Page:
On Sunday, I posted my fourth part of a series of posts about Filofaxes. A comment left by Jill who blogs at Geniaus prompted a response and as part of that response I have written a fictional account based upon some real facts that appear in my journals. If you didn’t read the Filofax post, pop back now and read it, then the comments and all will become clear!
“The Victorian building was set back from the main road. It was an oppressive building, but necessary and fully functioning once inside. She stood and looked at the building before walking across the small visitors car park towards the main entrance.
She reached the top of the small flight of steps and went in. Speaking to the man behind the strong perspex she gave her name and explained my reason for being there. She was then taken through a set of secure see through doors marked “Staff”.
After the issuing of a rough and handwritten map, with the message of “dispose by shredding” and a set of keys, to be affixed to her person at all times she was escorted through the building to her new work domain.
The strong metal door closed with a sound of definiteness. Her escort and her walked through the building, chatting, on occasions stopping to say hello to fellow staff, to open another door or gate and for the escort to point out various places, such as the post room and the staff toilets. The escort gave a rundown of the working day, as this was relevant to how her cog in the large wheel of the building fitted in.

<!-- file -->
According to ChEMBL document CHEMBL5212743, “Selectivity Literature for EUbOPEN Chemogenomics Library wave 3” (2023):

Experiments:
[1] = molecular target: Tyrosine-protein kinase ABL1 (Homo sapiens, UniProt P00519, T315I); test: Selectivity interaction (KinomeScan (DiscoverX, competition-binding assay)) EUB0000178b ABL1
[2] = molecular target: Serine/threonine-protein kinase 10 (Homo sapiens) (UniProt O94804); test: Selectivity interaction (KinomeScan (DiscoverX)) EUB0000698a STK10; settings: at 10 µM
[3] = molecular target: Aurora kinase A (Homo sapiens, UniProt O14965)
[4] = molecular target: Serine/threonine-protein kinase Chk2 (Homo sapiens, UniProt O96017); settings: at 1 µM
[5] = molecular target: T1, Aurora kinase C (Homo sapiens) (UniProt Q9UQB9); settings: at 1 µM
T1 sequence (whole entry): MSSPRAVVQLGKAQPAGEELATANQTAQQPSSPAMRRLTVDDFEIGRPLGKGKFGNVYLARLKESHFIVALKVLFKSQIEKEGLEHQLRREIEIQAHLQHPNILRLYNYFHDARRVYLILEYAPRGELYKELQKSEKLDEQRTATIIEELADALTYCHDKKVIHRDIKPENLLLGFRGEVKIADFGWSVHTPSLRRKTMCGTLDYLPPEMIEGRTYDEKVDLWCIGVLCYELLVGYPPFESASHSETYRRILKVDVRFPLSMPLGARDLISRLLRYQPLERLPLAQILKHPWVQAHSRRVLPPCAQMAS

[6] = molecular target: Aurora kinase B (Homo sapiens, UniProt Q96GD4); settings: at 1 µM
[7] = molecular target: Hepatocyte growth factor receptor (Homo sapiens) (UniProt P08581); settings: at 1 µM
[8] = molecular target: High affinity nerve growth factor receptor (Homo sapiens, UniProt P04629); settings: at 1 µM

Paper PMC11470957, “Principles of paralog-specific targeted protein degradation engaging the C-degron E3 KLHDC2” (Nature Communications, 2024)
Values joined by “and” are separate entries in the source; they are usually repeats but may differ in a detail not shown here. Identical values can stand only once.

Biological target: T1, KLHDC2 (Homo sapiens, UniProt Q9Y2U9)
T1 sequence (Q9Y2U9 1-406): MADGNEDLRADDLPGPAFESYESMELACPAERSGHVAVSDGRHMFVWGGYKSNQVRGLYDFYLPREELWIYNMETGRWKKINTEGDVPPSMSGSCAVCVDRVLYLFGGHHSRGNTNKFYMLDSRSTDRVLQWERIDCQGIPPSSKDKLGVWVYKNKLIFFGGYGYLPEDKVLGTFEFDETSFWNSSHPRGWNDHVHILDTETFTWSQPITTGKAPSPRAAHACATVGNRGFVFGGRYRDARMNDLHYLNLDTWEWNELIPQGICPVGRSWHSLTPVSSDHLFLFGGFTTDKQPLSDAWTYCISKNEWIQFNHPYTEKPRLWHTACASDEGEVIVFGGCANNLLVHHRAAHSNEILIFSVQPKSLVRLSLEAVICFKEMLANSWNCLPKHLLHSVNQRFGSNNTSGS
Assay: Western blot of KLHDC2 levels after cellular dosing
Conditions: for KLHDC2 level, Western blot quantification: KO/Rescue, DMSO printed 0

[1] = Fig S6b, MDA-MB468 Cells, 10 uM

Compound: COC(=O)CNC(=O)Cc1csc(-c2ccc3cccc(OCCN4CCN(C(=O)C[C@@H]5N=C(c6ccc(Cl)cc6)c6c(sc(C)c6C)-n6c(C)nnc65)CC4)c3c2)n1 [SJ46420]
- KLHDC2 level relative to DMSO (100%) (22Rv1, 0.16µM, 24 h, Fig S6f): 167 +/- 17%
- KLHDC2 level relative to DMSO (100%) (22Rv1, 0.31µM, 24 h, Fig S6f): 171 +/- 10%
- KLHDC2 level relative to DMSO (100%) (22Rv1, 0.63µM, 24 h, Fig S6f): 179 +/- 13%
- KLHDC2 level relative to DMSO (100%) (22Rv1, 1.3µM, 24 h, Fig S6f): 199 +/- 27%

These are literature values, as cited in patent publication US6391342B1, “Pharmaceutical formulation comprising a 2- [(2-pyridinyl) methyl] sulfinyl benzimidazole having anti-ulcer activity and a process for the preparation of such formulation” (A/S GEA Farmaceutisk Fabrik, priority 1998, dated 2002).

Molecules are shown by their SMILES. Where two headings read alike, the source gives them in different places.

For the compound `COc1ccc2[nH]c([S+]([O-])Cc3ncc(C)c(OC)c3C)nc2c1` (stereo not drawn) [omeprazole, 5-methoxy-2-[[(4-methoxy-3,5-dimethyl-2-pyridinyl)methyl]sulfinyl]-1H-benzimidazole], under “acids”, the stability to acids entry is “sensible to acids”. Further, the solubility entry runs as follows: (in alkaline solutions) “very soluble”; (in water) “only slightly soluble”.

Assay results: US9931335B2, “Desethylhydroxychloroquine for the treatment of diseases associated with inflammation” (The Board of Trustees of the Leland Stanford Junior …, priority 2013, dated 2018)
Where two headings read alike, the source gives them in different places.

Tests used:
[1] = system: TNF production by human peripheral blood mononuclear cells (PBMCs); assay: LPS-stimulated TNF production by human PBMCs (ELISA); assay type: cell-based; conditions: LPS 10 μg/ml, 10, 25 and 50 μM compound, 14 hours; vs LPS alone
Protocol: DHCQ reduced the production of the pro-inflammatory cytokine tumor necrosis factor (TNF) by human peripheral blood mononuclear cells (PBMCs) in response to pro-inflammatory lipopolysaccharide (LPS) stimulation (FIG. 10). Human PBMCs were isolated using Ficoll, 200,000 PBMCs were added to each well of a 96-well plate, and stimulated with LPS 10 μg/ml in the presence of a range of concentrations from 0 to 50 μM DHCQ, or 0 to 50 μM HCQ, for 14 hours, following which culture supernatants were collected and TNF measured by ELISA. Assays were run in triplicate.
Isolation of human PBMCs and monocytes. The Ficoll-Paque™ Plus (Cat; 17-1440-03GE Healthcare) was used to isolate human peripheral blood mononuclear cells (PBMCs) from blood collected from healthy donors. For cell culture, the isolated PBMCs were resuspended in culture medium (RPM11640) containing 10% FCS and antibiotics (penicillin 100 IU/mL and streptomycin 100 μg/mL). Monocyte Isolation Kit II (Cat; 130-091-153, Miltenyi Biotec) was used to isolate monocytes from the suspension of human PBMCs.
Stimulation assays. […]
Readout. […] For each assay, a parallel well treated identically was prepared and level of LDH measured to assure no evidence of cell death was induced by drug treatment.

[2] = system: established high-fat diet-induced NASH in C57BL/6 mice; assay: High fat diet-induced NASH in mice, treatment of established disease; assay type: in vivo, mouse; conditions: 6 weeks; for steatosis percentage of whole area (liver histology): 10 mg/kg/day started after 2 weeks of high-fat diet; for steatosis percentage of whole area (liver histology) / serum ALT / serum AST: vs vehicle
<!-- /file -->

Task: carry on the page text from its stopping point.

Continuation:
Later in her office, she looked out the window. Not a clear view there were bars, but the window could be opened a little and a gentle breeze came wafting in. For some strange reason, it was quiet and that bothered her a little. Usually there was no quietness. A thong of black and white uniformed staff were walking across the grassed area outside, ah it was lunchtime. Simply knowing that settled her and she prepared herself for a new working place.
The closing of the gates and doors, the sounds of keys, the sound of a stampede of running individuals became second nature, as much as birds tweeting”
There you have it, a fictional account based upon an entry or two of my journals from this period, which was the early 1990s – In fact, just after I came back from Australia. In fact the first day, that has been described above took up 4 pages in my journal.